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Asylum records

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Asylum records

Postby SarahDevs » Sat May 18, 2019 7:48 pm

Here's an absolute long shot for the weekend:

My great grandfather died in a local asylum in 1940 and the family who remember him always describe him as 'odd'.

Other than his death certificate (on order) does anyone know of any other records that might exist? Medical records are usually only kept for 25 years before being destroyed so I doubt they are still around.

As always, many thanks...

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Re: Asylum records

Postby Singleton1922 » Sun May 19, 2019 8:19 am

SarahDevs wrote:Here's an absolute long shot for the weekend:

My great grandfather died in a local asylum in 1940 and the family who remember him always describe him as 'odd'.

Other than his death certificate (on order) does anyone know of any other records that might exist? Medical records are usually only kept for 25 years before being destroyed so I doubt they are still around.

As always, many thanks...

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Yes Sarah, you might find a record in your local archive. My ggf died in the Roundway Asylum in Wiltshire. The Wiltshire history centre confirmed they had a record of him in the ‘dead case book’ although It was still closed. I was given an email address for the Health and Social records team of the nhs mental health services. I contacted them asking for permission which was granted within a few days. The record gave full details of the reasons why he was admitted together with updates and even a photograph. It wasn’t very easy reading but certainly very interesting.
Good luck with your search
Sandra


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Re: Asylum records

Postby SarahDevs » Sun May 19, 2019 8:21 am

Thanks for the info, Sandra - definitely worth a try!

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Re: Asylum records

Postby jaykayell » Sun May 19, 2019 12:29 pm

I seem to remember that 'ordinary' health records are destroyed 25 years after the patient's death but Mental Health records are kept for 100 years.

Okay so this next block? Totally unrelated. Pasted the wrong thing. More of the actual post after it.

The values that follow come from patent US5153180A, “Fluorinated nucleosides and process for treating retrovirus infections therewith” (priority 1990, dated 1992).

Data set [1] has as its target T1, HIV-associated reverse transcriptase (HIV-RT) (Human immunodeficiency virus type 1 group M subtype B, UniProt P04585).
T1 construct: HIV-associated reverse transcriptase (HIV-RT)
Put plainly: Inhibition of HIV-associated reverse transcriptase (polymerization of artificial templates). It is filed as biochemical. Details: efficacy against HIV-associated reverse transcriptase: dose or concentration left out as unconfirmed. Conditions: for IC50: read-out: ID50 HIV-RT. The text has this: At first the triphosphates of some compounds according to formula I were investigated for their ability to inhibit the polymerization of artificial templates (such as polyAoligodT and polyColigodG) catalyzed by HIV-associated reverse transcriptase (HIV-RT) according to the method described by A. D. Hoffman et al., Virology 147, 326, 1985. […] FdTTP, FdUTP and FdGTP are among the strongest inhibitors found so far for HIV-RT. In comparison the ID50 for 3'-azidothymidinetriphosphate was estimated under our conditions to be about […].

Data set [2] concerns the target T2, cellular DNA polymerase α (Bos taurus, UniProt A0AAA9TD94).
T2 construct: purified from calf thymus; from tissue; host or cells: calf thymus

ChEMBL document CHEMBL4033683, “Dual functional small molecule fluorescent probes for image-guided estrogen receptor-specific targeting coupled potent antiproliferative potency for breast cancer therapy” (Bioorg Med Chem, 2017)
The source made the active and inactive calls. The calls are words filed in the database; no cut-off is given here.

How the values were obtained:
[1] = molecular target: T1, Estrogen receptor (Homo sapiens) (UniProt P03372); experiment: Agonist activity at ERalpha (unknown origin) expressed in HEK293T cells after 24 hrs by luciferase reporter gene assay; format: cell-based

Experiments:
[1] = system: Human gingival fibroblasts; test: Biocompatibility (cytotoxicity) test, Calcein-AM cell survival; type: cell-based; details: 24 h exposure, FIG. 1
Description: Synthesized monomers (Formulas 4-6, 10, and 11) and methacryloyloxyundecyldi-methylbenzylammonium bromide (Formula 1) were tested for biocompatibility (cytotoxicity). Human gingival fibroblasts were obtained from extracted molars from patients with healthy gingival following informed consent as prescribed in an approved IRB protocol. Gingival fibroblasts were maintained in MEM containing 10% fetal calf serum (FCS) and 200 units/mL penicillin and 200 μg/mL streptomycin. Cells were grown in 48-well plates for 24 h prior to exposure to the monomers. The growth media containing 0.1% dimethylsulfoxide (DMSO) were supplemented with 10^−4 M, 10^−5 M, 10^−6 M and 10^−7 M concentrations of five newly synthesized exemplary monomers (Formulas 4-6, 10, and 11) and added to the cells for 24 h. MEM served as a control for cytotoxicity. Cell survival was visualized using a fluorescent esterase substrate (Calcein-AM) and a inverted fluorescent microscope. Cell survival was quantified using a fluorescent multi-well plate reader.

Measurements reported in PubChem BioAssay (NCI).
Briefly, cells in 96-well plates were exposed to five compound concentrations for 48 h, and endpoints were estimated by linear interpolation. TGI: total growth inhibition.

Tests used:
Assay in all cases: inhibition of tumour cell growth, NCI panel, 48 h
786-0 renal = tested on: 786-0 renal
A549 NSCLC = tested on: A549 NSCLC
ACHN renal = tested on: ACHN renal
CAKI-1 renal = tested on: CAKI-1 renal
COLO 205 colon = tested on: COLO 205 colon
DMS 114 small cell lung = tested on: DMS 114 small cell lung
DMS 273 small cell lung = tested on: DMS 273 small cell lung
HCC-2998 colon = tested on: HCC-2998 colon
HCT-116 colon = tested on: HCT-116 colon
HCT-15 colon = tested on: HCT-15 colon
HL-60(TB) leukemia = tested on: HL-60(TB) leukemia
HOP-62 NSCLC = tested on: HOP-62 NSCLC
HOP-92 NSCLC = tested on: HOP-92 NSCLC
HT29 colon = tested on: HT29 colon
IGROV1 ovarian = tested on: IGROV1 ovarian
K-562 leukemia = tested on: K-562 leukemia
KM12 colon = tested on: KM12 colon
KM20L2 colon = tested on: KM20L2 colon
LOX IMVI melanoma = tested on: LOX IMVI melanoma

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Re: Asylum records

Postby junkers » Sun May 19, 2019 5:37 pm

There are a number of patients files, including MH 85 of the Ministry of Health, at The National Archives, if you have proof of death then they should be able to tell you if there are any records as some do not have descriptions on TNA's Discovery catalogue due to Data Protection. The Discovery catalogue also has a list of series of records held locally.
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Re: Asylum records

Postby SarahDevs » Mon May 20, 2019 9:51 am

Thank you all.

Have had a speedy confirmation from my local Archive that they do hold records but they are closed for 100 years. Am going to write to see if I can get any access so fingers crossed. If not best hope I live a other 20 or 30 years...

What an excellent forum this is!

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Re: Asylum records

Postby junkers » Mon May 20, 2019 12:37 pm

The local archives should apply the closure from date of birth and not the date of the document and as data protection does not apply after death they should open the record, if not the Information Commissioner's Office should be able to persuade them to open it.
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Re: Asylum records

Postby AdrianB38 » Mon May 20, 2019 5:01 pm

Indeed. Perhaps the important point is that you yourself will almost certainly not be allowed access to the volume, to protect others in it. However, if the record office offers a research service (for a monetary consideration, of course!) there should be no problem in them copying the relevant bits.

I've had Chester Record Office copy some employment stuff from the 1950s for my grandpa in that manner. The tip from my experience is to ask them beforehand to copy the column headings as well if they're not going to be in the same image - I didn't do that so I had a date for Grandpa that I didn't know what it meant. Worked it out later with the records from Kew.

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Re: Asylum records

Postby Singleton1922 » Tue May 21, 2019 4:56 am

I’m sure that this is possible. My ggf died in 1928 having been in the asylum for less than a year so his record was closed too. This is why I needed permission from the nhs. The book was then prepared so that I couldn’t access the other records. I was allowed to photograph the relevant pages too. The archive should be able to give you the name of the nhs contact.


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